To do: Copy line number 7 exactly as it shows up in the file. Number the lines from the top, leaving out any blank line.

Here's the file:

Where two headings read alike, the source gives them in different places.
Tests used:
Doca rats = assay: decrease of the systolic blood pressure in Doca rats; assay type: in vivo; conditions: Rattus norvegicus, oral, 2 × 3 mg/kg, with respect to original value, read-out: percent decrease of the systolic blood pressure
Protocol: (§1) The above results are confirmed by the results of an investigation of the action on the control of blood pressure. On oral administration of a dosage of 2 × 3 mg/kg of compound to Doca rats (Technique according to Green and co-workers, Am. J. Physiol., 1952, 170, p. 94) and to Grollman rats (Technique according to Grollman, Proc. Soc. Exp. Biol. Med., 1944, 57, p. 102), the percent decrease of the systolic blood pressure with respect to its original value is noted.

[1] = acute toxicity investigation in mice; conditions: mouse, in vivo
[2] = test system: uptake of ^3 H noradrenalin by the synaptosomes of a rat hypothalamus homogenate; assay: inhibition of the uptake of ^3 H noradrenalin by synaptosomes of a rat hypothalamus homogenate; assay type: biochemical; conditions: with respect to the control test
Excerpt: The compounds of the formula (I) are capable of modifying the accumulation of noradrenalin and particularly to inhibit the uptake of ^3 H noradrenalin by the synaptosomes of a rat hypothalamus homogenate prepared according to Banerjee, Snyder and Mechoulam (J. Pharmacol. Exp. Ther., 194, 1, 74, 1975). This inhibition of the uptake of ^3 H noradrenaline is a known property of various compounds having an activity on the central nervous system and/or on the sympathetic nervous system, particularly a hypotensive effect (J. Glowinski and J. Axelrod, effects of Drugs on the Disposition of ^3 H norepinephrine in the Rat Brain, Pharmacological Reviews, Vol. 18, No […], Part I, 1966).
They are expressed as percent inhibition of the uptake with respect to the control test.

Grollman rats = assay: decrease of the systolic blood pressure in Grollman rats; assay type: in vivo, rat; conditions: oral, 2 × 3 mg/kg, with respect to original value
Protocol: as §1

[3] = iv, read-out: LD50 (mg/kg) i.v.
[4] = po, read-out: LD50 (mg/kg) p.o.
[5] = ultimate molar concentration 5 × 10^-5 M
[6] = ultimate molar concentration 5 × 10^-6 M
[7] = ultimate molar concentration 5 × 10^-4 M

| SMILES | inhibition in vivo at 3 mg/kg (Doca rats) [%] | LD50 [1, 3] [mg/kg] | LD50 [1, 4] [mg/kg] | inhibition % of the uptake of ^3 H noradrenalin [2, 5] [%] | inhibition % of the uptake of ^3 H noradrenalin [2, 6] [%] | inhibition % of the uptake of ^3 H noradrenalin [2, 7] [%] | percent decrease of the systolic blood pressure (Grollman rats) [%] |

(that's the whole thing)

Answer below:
Excerpt: The compounds of the formula (I) are capable of modifying the accumulation of noradrenalin and particularly to inhibit the uptake of ^3 H noradrenalin by the synaptosomes of a rat hypothalamus homogenate prepared according to Banerjee, Snyder and Mechoulam (J. Pharmacol. Exp. Ther., 194, 1, 74, 1975). This inhibition of the uptake of ^3 H noradrenaline is a known property of various compounds having an activity on the central nervous system and/or on the sympathetic nervous system, particularly a hypotensive effect (J. Glowinski and J. Axelrod, effects of Drugs on the Disposition of ^3 H norepinephrine in the Rat Brain, Pharmacological Reviews, Vol. 18, No […], Part I, 1966).